How do you talk about a movie like Warcraft?
For the uninitiated, Warcraft is a series of medieval-fantasty computer games—part Tolkien, part Dungeons and Dragons, all nerdy—that helped ushered in the modern era of acronym-heavy gaming. Although it began life as an RTS (real-time strategy), it became part of the lexicon with the release of the MMORPG (massively multiplayer online role-playing game) WoW (World of Warcraft). That game was an immersive experience, and players reveled in its enveloping environments. It’s the closest we’ve come to virtual reality so far. A popular episode of “South Park” contrasted the game’s endlessly customizable avatars and their impossible physiques with the greasy, basement-dwelling players controlling them in real life. It may have been an easy joke, but it landed because the game’s promise of sky’s-the-limit experience was so at odds with its limited and repetitive reality. Warcraft promised fantastic worlds of magic, sorcery, and endlessly beautiful landscapes begging to be explored, but players spent most of their time killing boars and “building XP.”
In “South Park,” the joke was that Warcraft players had “no life,” and it’s a punch line that could be applied to the movie adaptation without skipping a beat. Warcraft, which hits Kansas City screens this weekend, is a corpse. Duncan Jones, son of David Bowie and best known for crafty, puzzle head-trips like Moon and Source Code, wrote and directed it. His gently stylish touch is recognizable in a promisingly energetic POV sequence that opens the movie and a midpoint montage that lifts the camera high above the map and shoots across the terrain to reveal a god’s-eye view of a world at war that mimics the look of the source material.
Warcraft nails more than the game’s hyper-macho aggression, goofy seriousness, and impossible body-building aesthetic. Jones has dived so deeply into this material that, like those “South Park” caricatures, he’s left the real world behind. It’s aggressively impenetrable nonsense that would beg for subtitles if one didn’t get that sense that the translation wouldn’t be worth the effort. Warcraft pits armies of oversized troll dolls with overbites called Orcs against what’re referred to as humans, but whose speech and behavior is anything but. (As Sir Anduin Lothar, Travis Fimmel gives a performance that’s as close as this movie comes to the otherworldly.)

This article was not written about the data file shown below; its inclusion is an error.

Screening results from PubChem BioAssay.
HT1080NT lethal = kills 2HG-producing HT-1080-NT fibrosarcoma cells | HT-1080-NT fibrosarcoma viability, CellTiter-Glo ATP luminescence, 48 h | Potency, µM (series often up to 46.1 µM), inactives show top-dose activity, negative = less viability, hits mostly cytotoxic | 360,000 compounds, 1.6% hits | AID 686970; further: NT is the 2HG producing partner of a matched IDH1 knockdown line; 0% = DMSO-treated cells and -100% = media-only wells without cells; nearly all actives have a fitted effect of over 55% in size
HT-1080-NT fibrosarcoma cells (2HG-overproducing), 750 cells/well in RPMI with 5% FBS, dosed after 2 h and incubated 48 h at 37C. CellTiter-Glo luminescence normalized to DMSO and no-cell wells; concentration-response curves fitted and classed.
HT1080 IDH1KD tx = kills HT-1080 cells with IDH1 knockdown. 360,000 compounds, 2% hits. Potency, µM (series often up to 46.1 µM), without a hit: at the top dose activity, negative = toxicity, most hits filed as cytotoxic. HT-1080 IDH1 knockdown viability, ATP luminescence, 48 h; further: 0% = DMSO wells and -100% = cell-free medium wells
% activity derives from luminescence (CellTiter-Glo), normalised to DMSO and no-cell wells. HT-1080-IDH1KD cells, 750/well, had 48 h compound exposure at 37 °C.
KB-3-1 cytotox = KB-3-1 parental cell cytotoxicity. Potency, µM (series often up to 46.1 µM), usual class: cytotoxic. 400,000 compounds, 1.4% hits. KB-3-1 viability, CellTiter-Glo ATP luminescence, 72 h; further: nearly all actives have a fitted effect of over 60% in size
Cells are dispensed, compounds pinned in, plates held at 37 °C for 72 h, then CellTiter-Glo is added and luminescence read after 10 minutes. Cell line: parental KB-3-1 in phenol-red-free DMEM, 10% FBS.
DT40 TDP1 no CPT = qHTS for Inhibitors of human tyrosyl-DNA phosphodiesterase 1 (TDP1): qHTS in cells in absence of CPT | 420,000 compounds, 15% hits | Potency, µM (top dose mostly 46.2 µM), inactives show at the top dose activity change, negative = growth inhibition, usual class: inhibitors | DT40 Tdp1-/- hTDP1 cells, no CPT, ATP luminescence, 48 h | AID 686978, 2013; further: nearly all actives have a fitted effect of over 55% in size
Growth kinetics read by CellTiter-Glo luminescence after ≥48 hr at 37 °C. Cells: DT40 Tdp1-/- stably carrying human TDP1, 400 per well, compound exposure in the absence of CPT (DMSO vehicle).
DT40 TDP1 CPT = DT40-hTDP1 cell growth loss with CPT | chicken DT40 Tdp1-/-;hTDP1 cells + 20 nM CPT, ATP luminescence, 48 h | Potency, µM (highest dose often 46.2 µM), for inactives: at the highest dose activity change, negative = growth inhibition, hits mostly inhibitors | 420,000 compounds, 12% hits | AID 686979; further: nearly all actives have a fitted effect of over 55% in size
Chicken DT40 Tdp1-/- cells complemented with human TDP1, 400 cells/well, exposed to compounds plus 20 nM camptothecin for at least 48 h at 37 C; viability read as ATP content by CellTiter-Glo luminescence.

Exemplified by the works of Tolkien, C.S. Lewis, and L. Frank Baum, the portal-quest fantasy subgenre—and there are lots of portals here—is notable for its immersion: it invites participation and invokes a shared experience of imaginary transportation. But there’s nothing inviting in Warcraft; it seems designed to keep its audience at a distance. As a movie, it fails on almost every front. But as a video game adaptation, it’s something like a success—it nails the experience of watching someone else play: visually interesting in passing, but actively incomprehensible. In the world of Warcraft, there’s no such thing as multiplayer.
Warcraft. Directed by Duncan Jones. Written by Charles Leavitt and Duncan Jones. Starring Travis Fimmel, Paula Patton, and Ben Foster. Opens in Kansas City June 10.